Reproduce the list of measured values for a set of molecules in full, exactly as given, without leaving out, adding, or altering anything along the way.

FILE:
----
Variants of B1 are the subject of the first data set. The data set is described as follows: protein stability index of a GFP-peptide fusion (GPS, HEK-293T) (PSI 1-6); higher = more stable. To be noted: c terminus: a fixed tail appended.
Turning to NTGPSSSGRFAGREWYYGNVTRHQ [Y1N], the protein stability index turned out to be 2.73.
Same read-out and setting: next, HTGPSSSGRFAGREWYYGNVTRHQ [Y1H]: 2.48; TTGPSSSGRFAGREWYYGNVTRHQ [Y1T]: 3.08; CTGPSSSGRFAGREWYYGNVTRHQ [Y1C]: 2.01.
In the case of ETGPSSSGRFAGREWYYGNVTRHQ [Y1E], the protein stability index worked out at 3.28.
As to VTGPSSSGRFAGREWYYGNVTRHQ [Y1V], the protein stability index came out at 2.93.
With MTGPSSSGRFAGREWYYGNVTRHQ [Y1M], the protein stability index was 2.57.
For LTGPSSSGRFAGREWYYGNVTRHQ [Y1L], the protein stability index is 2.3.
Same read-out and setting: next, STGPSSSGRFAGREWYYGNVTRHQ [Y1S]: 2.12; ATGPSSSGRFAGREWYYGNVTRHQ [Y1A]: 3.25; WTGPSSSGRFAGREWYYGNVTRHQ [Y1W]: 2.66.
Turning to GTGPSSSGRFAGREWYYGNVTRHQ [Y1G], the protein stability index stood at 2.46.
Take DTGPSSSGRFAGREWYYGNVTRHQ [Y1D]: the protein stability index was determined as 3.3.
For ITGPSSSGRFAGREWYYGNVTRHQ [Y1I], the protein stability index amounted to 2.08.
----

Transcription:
Variants of B1 are the subject of the first data set. The data set is described as follows: protein stability index of a GFP-peptide fusion (GPS, HEK-293T) (PSI 1-6); higher = more stable. To be noted: c terminus: a fixed tail appended.
Turning to NTGPSSSGRFAGREWYYGNVTRHQ [Y1N], the protein stability index turned out to be 2.73.
Same read-out and setting: next, HTGPSSSGRFAGREWYYGNVTRHQ [Y1H]: 2.48; TTGPSSSGRFAGREWYYGNVTRHQ [Y1T]: 3.08; CTGPSSSGRFAGREWYYGNVTRHQ [Y1C]: 2.01.
In the case of ETGPSSSGRFAGREWYYGNVTRHQ [Y1E], the protein stability index worked out at 3.28.
As to VTGPSSSGRFAGREWYYGNVTRHQ [Y1V], the protein stability index came out at 2.93.
With MTGPSSSGRFAGREWYYGNVTRHQ [Y1M], the protein stability index was 2.57.
For LTGPSSSGRFAGREWYYGNVTRHQ [Y1L], the protein stability index is 2.3.
Same read-out and setting: next, STGPSSSGRFAGREWYYGNVTRHQ [Y1S]: 2.12; ATGPSSSGRFAGREWYYGNVTRHQ [Y1A]: 3.25; WTGPSSSGRFAGREWYYGNVTRHQ [Y1W]: 2.66.
Turning to GTGPSSSGRFAGREWYYGNVTRHQ [Y1G], the protein stability index stood at 2.46.
Take DTGPSSSGRFAGREWYYGNVTRHQ [Y1D]: the protein stability index was determined as 3.3.
For ITGPSSSGRFAGREWYYGNVTRHQ [Y1I], the protein stability index amounted to 2.08.